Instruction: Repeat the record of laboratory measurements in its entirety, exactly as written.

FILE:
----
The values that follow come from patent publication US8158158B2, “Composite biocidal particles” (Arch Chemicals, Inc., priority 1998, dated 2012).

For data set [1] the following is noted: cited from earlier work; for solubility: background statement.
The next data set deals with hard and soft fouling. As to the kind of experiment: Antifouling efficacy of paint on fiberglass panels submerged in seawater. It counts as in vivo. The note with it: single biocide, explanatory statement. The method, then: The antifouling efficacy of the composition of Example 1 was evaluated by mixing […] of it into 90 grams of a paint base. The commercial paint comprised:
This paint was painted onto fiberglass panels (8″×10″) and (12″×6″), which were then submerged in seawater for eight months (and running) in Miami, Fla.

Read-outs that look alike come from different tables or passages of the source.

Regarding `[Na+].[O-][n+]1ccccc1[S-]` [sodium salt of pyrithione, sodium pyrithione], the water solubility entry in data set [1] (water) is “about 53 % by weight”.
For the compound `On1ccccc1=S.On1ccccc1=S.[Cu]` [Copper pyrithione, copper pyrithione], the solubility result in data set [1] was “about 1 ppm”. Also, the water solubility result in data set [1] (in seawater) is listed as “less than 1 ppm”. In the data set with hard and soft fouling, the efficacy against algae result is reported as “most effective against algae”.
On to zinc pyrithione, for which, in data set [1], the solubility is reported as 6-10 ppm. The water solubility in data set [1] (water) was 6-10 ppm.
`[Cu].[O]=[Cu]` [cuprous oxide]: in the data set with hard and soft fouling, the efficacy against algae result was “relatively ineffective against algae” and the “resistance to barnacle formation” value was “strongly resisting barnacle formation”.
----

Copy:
The values that follow come from patent publication US8158158B2, “Composite biocidal particles” (Arch Chemicals, Inc., priority 1998, dated 2012).

For data set [1] the following is noted: cited from earlier work; for solubility: background statement.
The next data set deals with hard and soft fouling. As to the kind of experiment: Antifouling efficacy of paint on fiberglass panels submerged in seawater. It counts as in vivo. The note with it: single biocide, explanatory statement. The method, then: The antifouling efficacy of the composition of Example 1 was evaluated by mixing […] of it into 90 grams of a paint base. The commercial paint comprised:
This paint was painted onto fiberglass panels (8″×10″) and (12″×6″), which were then submerged in seawater for eight months (and running) in Miami, Fla.

Read-outs that look alike come from different tables or passages of the source.

Regarding `[Na+].[O-][n+]1ccccc1[S-]` [sodium salt of pyrithione, sodium pyrithione], the water solubility entry in data set [1] (water) is “about 53 % by weight”.
For the compound `On1ccccc1=S.On1ccccc1=S.[Cu]` [Copper pyrithione, copper pyrithione], the solubility result in data set [1] was “about 1 ppm”. Also, the water solubility result in data set [1] (in seawater) is listed as “less than 1 ppm”. In the data set with hard and soft fouling, the efficacy against algae result is reported as “most effective against algae”.
On to zinc pyrithione, for which, in data set [1], the solubility is reported as 6-10 ppm. The water solubility in data set [1] (water) was 6-10 ppm.
`[Cu].[O]=[Cu]` [cuprous oxide]: in the data set with hard and soft fouling, the efficacy against algae result was “relatively ineffective against algae” and the “resistance to barnacle formation” value was “strongly resisting barnacle formation”.